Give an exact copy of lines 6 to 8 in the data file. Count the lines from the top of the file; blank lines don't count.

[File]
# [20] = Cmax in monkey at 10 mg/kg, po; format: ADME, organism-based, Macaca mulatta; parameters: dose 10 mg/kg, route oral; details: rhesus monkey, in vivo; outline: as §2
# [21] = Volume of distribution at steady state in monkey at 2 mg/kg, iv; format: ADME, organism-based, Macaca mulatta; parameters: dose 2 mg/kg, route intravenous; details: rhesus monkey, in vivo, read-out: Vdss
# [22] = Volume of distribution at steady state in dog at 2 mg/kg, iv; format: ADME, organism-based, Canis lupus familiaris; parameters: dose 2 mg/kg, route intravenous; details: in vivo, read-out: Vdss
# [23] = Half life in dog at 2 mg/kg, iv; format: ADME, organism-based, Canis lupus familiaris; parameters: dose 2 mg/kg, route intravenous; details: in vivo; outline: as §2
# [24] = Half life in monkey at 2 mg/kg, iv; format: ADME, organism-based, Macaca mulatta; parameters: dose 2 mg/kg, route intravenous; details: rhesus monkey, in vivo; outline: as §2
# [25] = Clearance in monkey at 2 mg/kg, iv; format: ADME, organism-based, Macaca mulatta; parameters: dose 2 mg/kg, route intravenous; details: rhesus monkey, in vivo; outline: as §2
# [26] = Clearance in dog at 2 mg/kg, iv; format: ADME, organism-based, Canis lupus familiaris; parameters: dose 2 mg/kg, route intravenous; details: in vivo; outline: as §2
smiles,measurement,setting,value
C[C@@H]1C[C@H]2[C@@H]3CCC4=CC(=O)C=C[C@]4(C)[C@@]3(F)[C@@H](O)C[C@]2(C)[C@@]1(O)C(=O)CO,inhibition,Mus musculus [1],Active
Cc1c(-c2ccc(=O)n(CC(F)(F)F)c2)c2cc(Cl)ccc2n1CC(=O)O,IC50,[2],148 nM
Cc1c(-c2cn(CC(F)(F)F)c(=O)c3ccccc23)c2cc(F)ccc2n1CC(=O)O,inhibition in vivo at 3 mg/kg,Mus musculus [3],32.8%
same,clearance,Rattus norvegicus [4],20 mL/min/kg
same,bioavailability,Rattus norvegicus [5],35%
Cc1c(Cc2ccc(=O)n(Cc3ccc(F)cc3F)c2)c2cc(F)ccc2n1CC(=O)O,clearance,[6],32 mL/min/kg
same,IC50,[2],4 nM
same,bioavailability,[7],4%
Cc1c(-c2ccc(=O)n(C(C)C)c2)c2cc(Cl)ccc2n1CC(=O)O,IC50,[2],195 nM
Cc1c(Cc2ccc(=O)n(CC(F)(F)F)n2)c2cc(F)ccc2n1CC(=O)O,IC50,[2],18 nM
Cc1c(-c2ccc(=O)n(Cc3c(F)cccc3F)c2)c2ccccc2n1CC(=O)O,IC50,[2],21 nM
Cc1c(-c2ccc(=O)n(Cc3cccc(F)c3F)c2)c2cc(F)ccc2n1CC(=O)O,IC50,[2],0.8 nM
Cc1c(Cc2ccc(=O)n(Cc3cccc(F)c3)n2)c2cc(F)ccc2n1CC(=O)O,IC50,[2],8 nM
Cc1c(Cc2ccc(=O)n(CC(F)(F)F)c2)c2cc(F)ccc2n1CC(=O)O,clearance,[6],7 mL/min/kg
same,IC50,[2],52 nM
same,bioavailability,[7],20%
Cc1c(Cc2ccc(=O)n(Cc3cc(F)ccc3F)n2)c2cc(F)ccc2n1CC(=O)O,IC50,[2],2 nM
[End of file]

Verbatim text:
# [25] = Clearance in monkey at 2 mg/kg, iv; format: ADME, organism-based, Macaca mulatta; parameters: dose 2 mg/kg, route intravenous; details: rhesus monkey, in vivo; outline: as §2
# [26] = Clearance in dog at 2 mg/kg, iv; format: ADME, organism-based, Canis lupus familiaris; parameters: dose 2 mg/kg, route intravenous; details: in vivo; outline: as §2
smiles,measurement,setting,value